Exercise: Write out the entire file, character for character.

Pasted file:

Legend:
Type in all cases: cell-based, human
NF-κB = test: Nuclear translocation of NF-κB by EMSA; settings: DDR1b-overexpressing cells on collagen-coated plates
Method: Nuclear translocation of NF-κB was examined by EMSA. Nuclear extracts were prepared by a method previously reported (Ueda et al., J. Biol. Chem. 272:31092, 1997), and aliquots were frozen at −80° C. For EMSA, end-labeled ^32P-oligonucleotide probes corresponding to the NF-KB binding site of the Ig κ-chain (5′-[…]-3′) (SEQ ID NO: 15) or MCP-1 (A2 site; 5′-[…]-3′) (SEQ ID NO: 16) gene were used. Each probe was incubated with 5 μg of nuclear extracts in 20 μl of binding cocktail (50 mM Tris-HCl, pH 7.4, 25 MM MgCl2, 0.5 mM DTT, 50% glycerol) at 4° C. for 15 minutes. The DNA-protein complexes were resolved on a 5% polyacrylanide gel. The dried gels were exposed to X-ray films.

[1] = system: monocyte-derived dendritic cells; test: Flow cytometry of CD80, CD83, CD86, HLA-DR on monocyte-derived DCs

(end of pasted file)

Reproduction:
Legend:
Type in all cases: cell-based, human
NF-κB = test: Nuclear translocation of NF-κB by EMSA; settings: DDR1b-overexpressing cells on collagen-coated plates
Method: Nuclear translocation of NF-κB was examined by EMSA. Nuclear extracts were prepared by a method previously reported (Ueda et al., J. Biol. Chem. 272:31092, 1997), and aliquots were frozen at −80° C. For EMSA, end-labeled ^32P-oligonucleotide probes corresponding to the NF-KB binding site of the Ig κ-chain (5′-[…]-3′) (SEQ ID NO: 15) or MCP-1 (A2 site; 5′-[…]-3′) (SEQ ID NO: 16) gene were used. Each probe was incubated with 5 μg of nuclear extracts in 20 μl of binding cocktail (50 mM Tris-HCl, pH 7.4, 25 MM MgCl2, 0.5 mM DTT, 50% glycerol) at 4° C. for 15 minutes. The DNA-protein complexes were resolved on a 5% polyacrylanide gel. The dried gels were exposed to X-ray films.

[1] = system: monocyte-derived dendritic cells; test: Flow cytometry of CD80, CD83, CD86, HLA-DR on monocyte-derived DCs